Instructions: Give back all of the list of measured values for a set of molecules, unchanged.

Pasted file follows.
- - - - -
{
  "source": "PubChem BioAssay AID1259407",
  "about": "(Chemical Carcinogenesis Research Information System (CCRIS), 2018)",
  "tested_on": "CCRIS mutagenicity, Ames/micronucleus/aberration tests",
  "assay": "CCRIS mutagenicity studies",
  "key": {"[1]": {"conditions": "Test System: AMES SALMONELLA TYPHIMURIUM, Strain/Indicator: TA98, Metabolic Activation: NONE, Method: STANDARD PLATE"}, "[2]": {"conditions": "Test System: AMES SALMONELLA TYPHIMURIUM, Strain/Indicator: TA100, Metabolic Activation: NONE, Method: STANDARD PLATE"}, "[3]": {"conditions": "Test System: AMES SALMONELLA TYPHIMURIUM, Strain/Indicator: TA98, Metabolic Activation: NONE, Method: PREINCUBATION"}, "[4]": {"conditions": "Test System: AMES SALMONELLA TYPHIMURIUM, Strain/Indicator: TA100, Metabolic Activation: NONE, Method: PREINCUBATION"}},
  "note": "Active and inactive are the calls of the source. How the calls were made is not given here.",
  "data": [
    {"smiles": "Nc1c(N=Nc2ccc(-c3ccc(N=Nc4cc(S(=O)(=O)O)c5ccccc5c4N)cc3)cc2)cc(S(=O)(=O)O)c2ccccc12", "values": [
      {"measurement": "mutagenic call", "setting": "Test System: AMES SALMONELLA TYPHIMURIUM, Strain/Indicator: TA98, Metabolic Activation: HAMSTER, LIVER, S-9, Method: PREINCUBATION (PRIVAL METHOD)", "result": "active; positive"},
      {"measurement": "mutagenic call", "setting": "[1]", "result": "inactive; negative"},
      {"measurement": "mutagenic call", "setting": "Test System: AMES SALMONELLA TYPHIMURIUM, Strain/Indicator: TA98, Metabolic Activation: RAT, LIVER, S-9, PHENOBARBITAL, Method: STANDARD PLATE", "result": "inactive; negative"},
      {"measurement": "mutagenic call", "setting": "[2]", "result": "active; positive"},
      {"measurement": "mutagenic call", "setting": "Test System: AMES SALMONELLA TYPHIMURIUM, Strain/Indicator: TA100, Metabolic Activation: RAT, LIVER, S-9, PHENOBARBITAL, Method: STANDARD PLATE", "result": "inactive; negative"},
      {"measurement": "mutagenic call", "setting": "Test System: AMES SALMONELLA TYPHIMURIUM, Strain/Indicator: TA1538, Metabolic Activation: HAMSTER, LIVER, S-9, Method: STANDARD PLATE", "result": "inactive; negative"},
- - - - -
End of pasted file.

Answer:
{
  "source": "PubChem BioAssay AID1259407",
  "about": "(Chemical Carcinogenesis Research Information System (CCRIS), 2018)",
  "tested_on": "CCRIS mutagenicity, Ames/micronucleus/aberration tests",
  "assay": "CCRIS mutagenicity studies",
  "key": {"[1]": {"conditions": "Test System: AMES SALMONELLA TYPHIMURIUM, Strain/Indicator: TA98, Metabolic Activation: NONE, Method: STANDARD PLATE"}, "[2]": {"conditions": "Test System: AMES SALMONELLA TYPHIMURIUM, Strain/Indicator: TA100, Metabolic Activation: NONE, Method: STANDARD PLATE"}, "[3]": {"conditions": "Test System: AMES SALMONELLA TYPHIMURIUM, Strain/Indicator: TA98, Metabolic Activation: NONE, Method: PREINCUBATION"}, "[4]": {"conditions": "Test System: AMES SALMONELLA TYPHIMURIUM, Strain/Indicator: TA100, Metabolic Activation: NONE, Method: PREINCUBATION"}},
  "note": "Active and inactive are the calls of the source. How the calls were made is not given here.",
  "data": [
    {"smiles": "Nc1c(N=Nc2ccc(-c3ccc(N=Nc4cc(S(=O)(=O)O)c5ccccc5c4N)cc3)cc2)cc(S(=O)(=O)O)c2ccccc12", "values": [
      {"measurement": "mutagenic call", "setting": "Test System: AMES SALMONELLA TYPHIMURIUM, Strain/Indicator: TA98, Metabolic Activation: HAMSTER, LIVER, S-9, Method: PREINCUBATION (PRIVAL METHOD)", "result": "active; positive"},
      {"measurement": "mutagenic call", "setting": "[1]", "result": "inactive; negative"},
      {"measurement": "mutagenic call", "setting": "Test System: AMES SALMONELLA TYPHIMURIUM, Strain/Indicator: TA98, Metabolic Activation: RAT, LIVER, S-9, PHENOBARBITAL, Method: STANDARD PLATE", "result": "inactive; negative"},
      {"measurement": "mutagenic call", "setting": "[2]", "result": "active; positive"},
      {"measurement": "mutagenic call", "setting": "Test System: AMES SALMONELLA TYPHIMURIUM, Strain/Indicator: TA100, Metabolic Activation: RAT, LIVER, S-9, PHENOBARBITAL, Method: STANDARD PLATE", "result": "inactive; negative"},
      {"measurement": "mutagenic call", "setting": "Test System: AMES SALMONELLA TYPHIMURIUM, Strain/Indicator: TA1538, Metabolic Activation: HAMSTER, LIVER, S-9, Method: STANDARD PLATE", "result": "inactive; negative"},